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6 Great Little-Known Midwest Hikes

When the temperature drops and colors change, make like Robert Frost: Leave the crowds for a trail less traveled by. There’s a special Zen when you get the bounty of fall all to yourself. Here are 6 of our picks for leaf-peeping in some of the Midwest's lesser-known parks and preserves.
  • Hiking in Taylors Falls, Minnesota

    St. Croix National Scenic Riverway, Wisconsin and Minnesota

    When a barefoot fly-fisher tells of a discreet trailhead behind a BP gas station, listen up. In Osceola, Wisconsin, Simenstad Trail traverses wooded cliff tops above the St. Croix River and links to other trails. Forest canopy unfurls for miles on both sides of the snaking state border. These short city trails allow plenty of time to drive (8 miles) to Minnesota's or Wisconsin's Interstate State Park for popular bluff vistas.

    Beyond the trail Sip and cruise with Taylors Falls Scenic Boat Tours on the river.

  • Giant City State Park

    Giant City State Park, Illinois

    The state park's Giant City Nature Trail draws a crowd. But regulars seek the quieter Trillium Trail. Where diverse wildflowers mesmerize in the spring, brilliant hickories and maples blaze the 2-mile loop in fall. The trail skirts the base of the park’s iconic sandstone shelves, then stretches above them. Southern Illinois’s plant diversity spreads autumn color over a full month.

    Beyond the trail Pop into the 1930s stone and timber lodge for fried chicken, beer and wine, or cabin rentals.

  • Turtle Mountain State Forest

    Turtle Mountain Scenic Byway, North Dakota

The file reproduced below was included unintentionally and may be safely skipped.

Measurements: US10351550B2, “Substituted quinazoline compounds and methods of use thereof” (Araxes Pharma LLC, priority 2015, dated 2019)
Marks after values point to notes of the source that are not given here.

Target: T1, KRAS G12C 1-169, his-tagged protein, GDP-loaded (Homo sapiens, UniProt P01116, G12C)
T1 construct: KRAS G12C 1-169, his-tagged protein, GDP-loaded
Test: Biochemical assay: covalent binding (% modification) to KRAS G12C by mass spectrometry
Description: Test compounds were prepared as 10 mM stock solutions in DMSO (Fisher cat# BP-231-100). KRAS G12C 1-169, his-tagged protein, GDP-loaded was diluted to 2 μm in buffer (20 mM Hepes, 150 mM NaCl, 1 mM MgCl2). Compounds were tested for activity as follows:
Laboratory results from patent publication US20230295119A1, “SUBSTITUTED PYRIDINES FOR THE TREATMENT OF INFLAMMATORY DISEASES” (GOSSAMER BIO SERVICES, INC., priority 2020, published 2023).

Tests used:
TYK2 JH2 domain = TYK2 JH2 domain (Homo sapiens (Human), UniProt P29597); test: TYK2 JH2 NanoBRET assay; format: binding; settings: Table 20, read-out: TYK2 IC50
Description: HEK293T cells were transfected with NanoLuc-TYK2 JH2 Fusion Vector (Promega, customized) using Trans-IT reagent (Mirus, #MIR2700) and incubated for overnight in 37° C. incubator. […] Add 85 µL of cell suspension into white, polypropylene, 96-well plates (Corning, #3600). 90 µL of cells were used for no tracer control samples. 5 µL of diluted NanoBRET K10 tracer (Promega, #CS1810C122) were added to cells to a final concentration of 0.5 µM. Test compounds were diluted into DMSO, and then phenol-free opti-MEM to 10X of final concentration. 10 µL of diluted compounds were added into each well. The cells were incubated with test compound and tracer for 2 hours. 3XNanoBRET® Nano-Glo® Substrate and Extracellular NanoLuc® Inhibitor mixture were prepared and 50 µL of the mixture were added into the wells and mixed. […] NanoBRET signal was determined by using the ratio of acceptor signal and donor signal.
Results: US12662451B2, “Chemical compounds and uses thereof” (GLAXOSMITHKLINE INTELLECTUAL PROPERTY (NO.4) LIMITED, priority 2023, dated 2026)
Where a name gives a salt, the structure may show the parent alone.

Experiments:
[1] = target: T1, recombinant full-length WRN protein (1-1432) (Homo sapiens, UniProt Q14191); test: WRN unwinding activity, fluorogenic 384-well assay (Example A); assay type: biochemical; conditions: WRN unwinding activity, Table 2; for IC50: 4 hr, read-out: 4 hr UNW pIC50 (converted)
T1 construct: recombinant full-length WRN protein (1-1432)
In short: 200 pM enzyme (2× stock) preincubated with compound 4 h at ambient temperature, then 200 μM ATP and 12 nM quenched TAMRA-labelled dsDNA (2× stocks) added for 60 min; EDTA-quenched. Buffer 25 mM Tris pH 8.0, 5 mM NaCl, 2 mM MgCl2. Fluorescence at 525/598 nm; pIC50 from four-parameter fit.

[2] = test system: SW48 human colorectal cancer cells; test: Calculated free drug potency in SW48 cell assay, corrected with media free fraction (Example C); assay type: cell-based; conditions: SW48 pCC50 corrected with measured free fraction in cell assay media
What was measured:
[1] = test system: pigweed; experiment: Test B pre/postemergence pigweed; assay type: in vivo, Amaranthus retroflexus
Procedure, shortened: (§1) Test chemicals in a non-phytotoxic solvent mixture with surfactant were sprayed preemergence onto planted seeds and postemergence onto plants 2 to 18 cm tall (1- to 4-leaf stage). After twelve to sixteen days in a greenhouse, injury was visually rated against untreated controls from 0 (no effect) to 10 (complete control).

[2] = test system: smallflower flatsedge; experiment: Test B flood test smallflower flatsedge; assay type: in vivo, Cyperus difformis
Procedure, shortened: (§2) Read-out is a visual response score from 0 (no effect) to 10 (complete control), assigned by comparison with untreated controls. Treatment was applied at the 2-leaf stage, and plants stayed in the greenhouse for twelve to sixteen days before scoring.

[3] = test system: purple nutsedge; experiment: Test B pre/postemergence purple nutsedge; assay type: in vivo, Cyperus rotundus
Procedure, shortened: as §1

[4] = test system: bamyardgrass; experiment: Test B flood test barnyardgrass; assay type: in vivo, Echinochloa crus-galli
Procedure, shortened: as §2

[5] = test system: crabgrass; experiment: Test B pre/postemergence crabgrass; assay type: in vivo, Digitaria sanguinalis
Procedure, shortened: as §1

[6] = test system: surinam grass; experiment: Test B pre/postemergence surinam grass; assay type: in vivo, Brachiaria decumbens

Against the Canada border, Turtle Mountain rises like “a blue jewel on the prairie,” says Glenda Fauske with the North Dakota Forest Service. An island of woodland in a sea of vast plains, the area sustains elk, moose and bears. After driving 120-plus miles from the nearest interstate, the full 53-mile byway is a must. Head to Lake Metigoshe State Park for Hemerick Point Trail and other lakeside hikes near Turtle Mountain State Forest.

    Beyond the trail Straddle the U.S.-Canada border and take pictures of monuments in the International Peace Garden.

  • Flint Hills

    Flint Hills, Kansas

    Fall's glory isn't stuck in the woods. Each October, waves of Kansas tallgrass turn golden across the largest swath of prairie in the U.S. Cool temps make for perfect hiking and biking. Find Konza Prairie Biological Station near Manhattan or explore Tallgrass Prairie National Preserve one hour south. The hike-bike Flint Hills Nature Trail is Kansas' longest trail system. 

    Beyond the trail Prairies can be subtle. Learn what to look for at the Flint Hills Discovery Center.

  • Fontanelle Forest

    Fontenelle Forest, Nebraska

    Minutes south of Omaha, this refuge transports you from ribbons of interstate to serene old-growth forests, wetlands and restored prairie. Boardwalks from the Nature Center draw most traffic to the west side. Park at the Hitchcock Wetlands Learning Center on the opposite end
    of the property and hike 2.8 miles to Hidden Lake. The route hits all three ecosystems and the Missouri River. 

    Beyond the trail Suspension bridges near the Nature Center send you into the tree canopy, where birds rehab in shelters at the Raptor Woodland Refuge.

  • Wyalusing State Park

    Wyalusing State Park, Wisconsin

    Coveted tent sites at Wyalusing State Park dot the ridgeline. Below, the Mighty Mississippi and the Wisconsin River merge between Iowa and Wisconsin. Numerous trailheads include Sand Cave Trail, Bluff Trail and Sugar Maple Nature Trail to Pictured Rock Cave. On clear nights, the sightseeing extends past dark in Lawrence L. Huser Astronomy Center. 

    Beyond the trail Onions or not is the only choice at Pete's Hamburger Stand. Lines can stretch a block for the famed Prairie du Chien burger that dates back to 1909. 

     

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